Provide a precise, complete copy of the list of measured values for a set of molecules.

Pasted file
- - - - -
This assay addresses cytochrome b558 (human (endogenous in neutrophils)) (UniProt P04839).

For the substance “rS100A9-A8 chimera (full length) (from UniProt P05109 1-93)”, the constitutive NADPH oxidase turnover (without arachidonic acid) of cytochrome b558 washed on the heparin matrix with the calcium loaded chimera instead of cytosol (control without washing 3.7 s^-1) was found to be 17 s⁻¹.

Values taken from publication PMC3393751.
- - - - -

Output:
This assay addresses cytochrome b558 (human (endogenous in neutrophils)) (UniProt P04839).

For the substance “rS100A9-A8 chimera (full length) (from UniProt P05109 1-93)”, the constitutive NADPH oxidase turnover (without arachidonic acid) of cytochrome b558 washed on the heparin matrix with the calcium loaded chimera instead of cytosol (control without washing 3.7 s^-1) was found to be 17 s⁻¹.

Values taken from publication PMC3393751.